This isn’t quite the book I was looking for. I wanted an overview of the Missouri Synod spilt and Seminex. This book was a detailed – almost painfully so – look at the conservative side. It becomes somewhat depressing to read of the infighting, posturing, politicking and mudslinging.
Still there are some interesting insights on the connections between confessional purity and anticommunism. This book makes me want to read some of George Marsden’s work on fundamentalism.
Meanwhile, if someone can recommend a general overview of the Missouri Synod/Seminex crisis, I would appreciate it.
I have posted five letters written by my great-great uncle during the Civil War.
The letters were written by Francis A. Pettibone, who apparently lived in the Solon, Ohio, area before the war. After the war he married and settled near Ashtabula, where he practiced law. His son Edwin married my great aunt Rosalynd “Rose” Raible, and they settled in Rocky River, Ohio.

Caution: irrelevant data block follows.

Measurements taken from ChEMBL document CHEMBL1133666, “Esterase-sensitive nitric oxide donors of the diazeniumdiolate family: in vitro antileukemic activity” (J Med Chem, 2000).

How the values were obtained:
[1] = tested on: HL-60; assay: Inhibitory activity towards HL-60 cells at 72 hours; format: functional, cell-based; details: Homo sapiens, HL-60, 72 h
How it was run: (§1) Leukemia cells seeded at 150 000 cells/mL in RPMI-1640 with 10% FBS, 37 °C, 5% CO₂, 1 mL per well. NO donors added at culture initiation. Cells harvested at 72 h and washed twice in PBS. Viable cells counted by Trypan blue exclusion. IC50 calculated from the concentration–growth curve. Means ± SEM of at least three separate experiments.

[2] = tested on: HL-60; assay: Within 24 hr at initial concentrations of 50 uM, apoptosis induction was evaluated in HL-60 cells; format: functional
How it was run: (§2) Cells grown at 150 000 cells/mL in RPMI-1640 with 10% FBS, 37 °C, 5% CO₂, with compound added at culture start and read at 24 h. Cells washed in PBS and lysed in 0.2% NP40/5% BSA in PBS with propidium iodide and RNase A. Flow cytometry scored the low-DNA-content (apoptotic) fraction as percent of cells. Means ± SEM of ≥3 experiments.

TA is a novel about endings and beginnings: the end of vinyl records and the independent record store; the end of midwifing; the end of funk and prog rock. And perhaps, more hopefully, the end of racism (Barack Obama makes a cameo appearance as a then-unknown state senator). It’s a moving book about the passage of time, which is vividly “telegraphed” with a character known as Mr. Nostalgia.
We live in an age of ephemera. Telegraph Avenue neither celebrates nor laments that fact. It just documents it. The cover of the book is designed like a record. And through the hole in the record you see silver. Now I don’t want to overanalyze this – and I know the author isn’t necessarily involved in the cover art – but that silver looks to me like a CD.